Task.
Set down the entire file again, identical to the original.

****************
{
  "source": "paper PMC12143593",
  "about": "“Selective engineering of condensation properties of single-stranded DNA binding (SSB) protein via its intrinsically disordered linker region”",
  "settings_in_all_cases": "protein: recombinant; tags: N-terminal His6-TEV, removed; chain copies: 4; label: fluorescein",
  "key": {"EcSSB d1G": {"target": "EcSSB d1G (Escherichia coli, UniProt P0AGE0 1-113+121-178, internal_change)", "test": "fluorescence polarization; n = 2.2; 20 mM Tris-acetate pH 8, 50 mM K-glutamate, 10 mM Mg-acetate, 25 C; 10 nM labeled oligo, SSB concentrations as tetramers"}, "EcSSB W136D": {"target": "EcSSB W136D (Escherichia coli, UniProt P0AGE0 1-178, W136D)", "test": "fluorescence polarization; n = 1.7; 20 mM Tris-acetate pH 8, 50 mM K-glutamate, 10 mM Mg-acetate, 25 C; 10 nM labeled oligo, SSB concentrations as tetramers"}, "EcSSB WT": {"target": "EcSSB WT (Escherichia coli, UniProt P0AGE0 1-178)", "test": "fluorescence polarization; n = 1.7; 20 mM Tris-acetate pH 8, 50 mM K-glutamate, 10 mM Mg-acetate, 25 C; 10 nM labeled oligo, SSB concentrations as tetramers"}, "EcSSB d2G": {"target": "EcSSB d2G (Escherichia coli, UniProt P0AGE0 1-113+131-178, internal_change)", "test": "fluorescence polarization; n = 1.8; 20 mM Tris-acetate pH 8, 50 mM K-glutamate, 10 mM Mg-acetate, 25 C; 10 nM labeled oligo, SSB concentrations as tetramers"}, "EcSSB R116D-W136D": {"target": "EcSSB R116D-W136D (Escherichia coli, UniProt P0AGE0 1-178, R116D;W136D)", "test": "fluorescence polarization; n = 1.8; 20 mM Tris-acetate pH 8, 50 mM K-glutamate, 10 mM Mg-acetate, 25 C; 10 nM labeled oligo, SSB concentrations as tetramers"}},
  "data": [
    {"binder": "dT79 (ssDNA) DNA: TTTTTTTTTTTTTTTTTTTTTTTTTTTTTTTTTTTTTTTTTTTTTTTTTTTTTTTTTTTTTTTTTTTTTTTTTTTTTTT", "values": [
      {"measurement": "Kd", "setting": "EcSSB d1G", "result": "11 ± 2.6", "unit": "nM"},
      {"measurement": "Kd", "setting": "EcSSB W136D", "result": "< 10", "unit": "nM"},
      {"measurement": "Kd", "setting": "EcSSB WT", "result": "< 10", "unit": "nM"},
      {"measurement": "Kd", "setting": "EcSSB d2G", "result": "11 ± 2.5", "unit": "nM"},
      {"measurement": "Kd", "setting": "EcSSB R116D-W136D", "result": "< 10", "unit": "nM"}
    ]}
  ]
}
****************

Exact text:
{
  "source": "paper PMC12143593",
  "about": "“Selective engineering of condensation properties of single-stranded DNA binding (SSB) protein via its intrinsically disordered linker region”",
  "settings_in_all_cases": "protein: recombinant; tags: N-terminal His6-TEV, removed; chain copies: 4; label: fluorescein",
  "key": {"EcSSB d1G": {"target": "EcSSB d1G (Escherichia coli, UniProt P0AGE0 1-113+121-178, internal_change)", "test": "fluorescence polarization; n = 2.2; 20 mM Tris-acetate pH 8, 50 mM K-glutamate, 10 mM Mg-acetate, 25 C; 10 nM labeled oligo, SSB concentrations as tetramers"}, "EcSSB W136D": {"target": "EcSSB W136D (Escherichia coli, UniProt P0AGE0 1-178, W136D)", "test": "fluorescence polarization; n = 1.7; 20 mM Tris-acetate pH 8, 50 mM K-glutamate, 10 mM Mg-acetate, 25 C; 10 nM labeled oligo, SSB concentrations as tetramers"}, "EcSSB WT": {"target": "EcSSB WT (Escherichia coli, UniProt P0AGE0 1-178)", "test": "fluorescence polarization; n = 1.7; 20 mM Tris-acetate pH 8, 50 mM K-glutamate, 10 mM Mg-acetate, 25 C; 10 nM labeled oligo, SSB concentrations as tetramers"}, "EcSSB d2G": {"target": "EcSSB d2G (Escherichia coli, UniProt P0AGE0 1-113+131-178, internal_change)", "test": "fluorescence polarization; n = 1.8; 20 mM Tris-acetate pH 8, 50 mM K-glutamate, 10 mM Mg-acetate, 25 C; 10 nM labeled oligo, SSB concentrations as tetramers"}, "EcSSB R116D-W136D": {"target": "EcSSB R116D-W136D (Escherichia coli, UniProt P0AGE0 1-178, R116D;W136D)", "test": "fluorescence polarization; n = 1.8; 20 mM Tris-acetate pH 8, 50 mM K-glutamate, 10 mM Mg-acetate, 25 C; 10 nM labeled oligo, SSB concentrations as tetramers"}},
  "data": [
    {"binder": "dT79 (ssDNA) DNA: TTTTTTTTTTTTTTTTTTTTTTTTTTTTTTTTTTTTTTTTTTTTTTTTTTTTTTTTTTTTTTTTTTTTTTTTTTTTTTT", "values": [
      {"measurement": "Kd", "setting": "EcSSB d1G", "result": "11 ± 2.6", "unit": "nM"},
      {"measurement": "Kd", "setting": "EcSSB W136D", "result": "< 10", "unit": "nM"},
      {"measurement": "Kd", "setting": "EcSSB WT", "result": "< 10", "unit": "nM"},
      {"measurement": "Kd", "setting": "EcSSB d2G", "result": "11 ± 2.5", "unit": "nM"},
      {"measurement": "Kd", "setting": "EcSSB R116D-W136D", "result": "< 10", "unit": "nM"}
    ]}
  ]
}